Sunil Gavaskar fought this mind set and tried to change this in the cricket field. It was he who had the guts to walk-out of the field in Australia and against Australia. He was the first Indian who, knowing India's weakness, never played to loose. He tried to win and if that was not possible he played not-to-loose, ie for a draw.
When Sachin arrived the groundwork had already been laid. India had already won the Cricket World Cup as well as the Mini World Cup in Australia. Indians had started winning or started looking in the eyes of the opponents. India, as a society and country was more confident, the mind set was changing. Colonial thinking was giving in to global thinking. The world knew that we were not less than anyone and that we could beat anybody in any field. But this luxury was not available to Gavaskar. He had to prepare his own ground and make his own rules.
Gavaskar was a renaissance man of Indian cricket, he was the first rebel. It was the rebel in him which said he would not wear a helmet. Till the, end he never wore it and which now seems to be the only gear that cricketers love to have other than a bat and a ball. And imagine the bowlers he faced. Just count. Michael Holding, Andy Roberts, Joel Garner, Colin Croft, Dennis Lillee, Jeff Thomson, Malcom Marshal, Patrik Patterson, Wayne Daniel, Bob Willis, Graham Dilly, Richard Hadlee, Imran Khan, Sarfarz Nawaz, Waseem Akram. All of them were capable of bowling consistently at a speed of 90 kmph and above. And not one ball could touch his head. Whereas Sachin was hit three times on his head. Imagine if Sachin had been playing without a helmet?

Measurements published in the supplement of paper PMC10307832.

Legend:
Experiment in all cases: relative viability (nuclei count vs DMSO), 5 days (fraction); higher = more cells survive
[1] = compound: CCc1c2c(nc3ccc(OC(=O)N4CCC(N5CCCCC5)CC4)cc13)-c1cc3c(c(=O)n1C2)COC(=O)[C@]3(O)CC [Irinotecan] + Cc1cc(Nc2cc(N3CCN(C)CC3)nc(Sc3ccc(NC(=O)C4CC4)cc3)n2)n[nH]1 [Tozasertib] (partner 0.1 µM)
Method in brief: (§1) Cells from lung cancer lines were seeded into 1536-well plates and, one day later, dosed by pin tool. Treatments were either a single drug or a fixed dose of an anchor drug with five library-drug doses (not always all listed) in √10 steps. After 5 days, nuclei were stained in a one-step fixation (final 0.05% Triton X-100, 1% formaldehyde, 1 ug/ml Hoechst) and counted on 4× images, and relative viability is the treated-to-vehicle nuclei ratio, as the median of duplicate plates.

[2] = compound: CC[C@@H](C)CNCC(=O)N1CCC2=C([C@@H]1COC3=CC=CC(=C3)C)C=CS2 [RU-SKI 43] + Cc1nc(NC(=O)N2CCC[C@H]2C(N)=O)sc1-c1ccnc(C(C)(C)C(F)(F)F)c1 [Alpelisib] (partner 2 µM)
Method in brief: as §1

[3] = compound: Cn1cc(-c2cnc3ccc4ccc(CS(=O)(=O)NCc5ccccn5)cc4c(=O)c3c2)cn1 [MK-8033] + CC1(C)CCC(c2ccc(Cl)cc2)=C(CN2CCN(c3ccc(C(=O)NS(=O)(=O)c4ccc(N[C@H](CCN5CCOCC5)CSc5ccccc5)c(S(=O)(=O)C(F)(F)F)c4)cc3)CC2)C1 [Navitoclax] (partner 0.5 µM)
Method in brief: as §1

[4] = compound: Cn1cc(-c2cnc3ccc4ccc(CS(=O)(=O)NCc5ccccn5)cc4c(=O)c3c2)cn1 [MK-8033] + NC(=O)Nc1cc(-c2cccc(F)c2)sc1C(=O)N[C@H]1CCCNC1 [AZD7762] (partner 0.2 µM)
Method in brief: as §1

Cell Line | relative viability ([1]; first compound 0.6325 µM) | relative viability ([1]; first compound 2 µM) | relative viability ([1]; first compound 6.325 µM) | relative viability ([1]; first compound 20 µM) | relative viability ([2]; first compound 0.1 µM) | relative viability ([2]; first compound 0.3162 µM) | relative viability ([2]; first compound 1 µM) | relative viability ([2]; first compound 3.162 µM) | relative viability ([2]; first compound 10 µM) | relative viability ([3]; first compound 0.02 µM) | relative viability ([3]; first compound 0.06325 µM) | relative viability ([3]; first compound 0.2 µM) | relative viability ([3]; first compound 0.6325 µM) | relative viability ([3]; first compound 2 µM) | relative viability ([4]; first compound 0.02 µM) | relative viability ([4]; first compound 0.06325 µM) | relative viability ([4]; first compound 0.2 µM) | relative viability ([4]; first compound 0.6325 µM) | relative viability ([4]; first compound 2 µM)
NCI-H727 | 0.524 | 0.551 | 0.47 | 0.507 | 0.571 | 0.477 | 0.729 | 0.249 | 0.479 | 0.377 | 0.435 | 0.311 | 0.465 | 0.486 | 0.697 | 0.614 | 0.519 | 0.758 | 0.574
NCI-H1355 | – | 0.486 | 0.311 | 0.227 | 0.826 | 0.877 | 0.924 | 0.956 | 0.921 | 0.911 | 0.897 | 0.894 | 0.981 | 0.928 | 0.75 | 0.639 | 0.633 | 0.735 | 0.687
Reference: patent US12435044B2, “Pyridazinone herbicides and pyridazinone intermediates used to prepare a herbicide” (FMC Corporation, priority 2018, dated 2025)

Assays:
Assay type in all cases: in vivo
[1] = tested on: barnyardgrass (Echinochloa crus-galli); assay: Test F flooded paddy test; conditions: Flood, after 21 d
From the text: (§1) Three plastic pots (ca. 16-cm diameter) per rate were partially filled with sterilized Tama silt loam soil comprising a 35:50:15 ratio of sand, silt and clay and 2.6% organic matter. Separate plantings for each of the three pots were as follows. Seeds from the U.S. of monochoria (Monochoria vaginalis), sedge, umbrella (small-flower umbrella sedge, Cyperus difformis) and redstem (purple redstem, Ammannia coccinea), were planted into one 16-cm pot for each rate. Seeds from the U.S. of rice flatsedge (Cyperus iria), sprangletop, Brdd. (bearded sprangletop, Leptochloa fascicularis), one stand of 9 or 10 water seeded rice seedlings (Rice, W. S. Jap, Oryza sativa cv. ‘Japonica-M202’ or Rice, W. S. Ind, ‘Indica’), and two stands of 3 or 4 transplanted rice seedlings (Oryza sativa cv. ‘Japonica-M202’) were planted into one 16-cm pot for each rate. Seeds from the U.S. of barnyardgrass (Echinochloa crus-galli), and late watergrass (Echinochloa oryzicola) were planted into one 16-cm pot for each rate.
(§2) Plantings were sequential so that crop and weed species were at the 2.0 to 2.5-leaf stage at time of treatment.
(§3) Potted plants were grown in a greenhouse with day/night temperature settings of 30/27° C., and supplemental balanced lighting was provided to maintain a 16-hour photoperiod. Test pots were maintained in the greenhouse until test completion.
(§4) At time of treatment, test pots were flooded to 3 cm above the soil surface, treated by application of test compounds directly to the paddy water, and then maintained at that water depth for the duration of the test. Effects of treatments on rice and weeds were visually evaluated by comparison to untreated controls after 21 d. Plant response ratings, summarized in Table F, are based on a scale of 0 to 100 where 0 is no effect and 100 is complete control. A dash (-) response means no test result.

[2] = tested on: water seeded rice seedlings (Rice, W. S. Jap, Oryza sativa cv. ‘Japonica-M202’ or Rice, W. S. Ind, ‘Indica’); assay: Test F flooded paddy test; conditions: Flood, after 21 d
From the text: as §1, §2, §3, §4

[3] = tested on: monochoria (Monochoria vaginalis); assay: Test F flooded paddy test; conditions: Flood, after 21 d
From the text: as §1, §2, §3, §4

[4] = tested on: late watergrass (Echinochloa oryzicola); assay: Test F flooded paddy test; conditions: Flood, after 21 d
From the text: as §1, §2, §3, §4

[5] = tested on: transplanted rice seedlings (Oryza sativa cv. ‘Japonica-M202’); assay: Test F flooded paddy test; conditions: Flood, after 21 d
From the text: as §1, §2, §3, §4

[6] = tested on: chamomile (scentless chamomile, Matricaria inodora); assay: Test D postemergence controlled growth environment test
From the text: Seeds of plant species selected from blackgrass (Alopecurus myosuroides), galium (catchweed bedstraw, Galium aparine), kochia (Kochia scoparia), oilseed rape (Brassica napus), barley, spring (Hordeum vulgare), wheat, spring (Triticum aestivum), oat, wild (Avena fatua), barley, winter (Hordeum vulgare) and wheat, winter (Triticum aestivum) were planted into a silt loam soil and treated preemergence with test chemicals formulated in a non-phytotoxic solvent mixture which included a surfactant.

I remember one incident. India had just won the World Cup and the West Indian ego was badly bruised. They were like a wounded tiger. Just after the World Cup, they came to India to play. Malcom Marshal was almost unplayable. In Kanpur, Gavaskar, while facing a nasty bouncer from Marshal dropped his bat to the ground. Everbody thought Gavaskar's career was over. But he had different ideas. In the very next match in Delhi, Gavaskar blasted Marshal and scored 96 runs before lunch. It was this attitude of his which kept him apart from the rest. He was a class apart. He could not be subdued by anyone in any situation. He was not like Sachin who finds it difficult to bat under pressure and no wonder then that his batting average in the second and fourth innings are significantly lower than the first.
Sachin has always palyed in the company of three-four very good batsmen. He has contemporaries like Rahul Dravid, Sourav Ganguly, VVS Laxman, Virendra Sehwag, Mohammad Azharuddin, Sanjay Manjrekar and Vinod Kambli whereas Gavaskar had only G R Vishwanath. Mohinder Amarnath was also there but he was very inconsistent. Infact, Team India at that time was reffered to as team of two-and-half batsmen. I wish that Gavaskar had had this option of playing with so many talented players or that he had had the opportunity to be born in a more confident India. If that were the case, then probably nobody would have ever asked if Sachin is the greatest.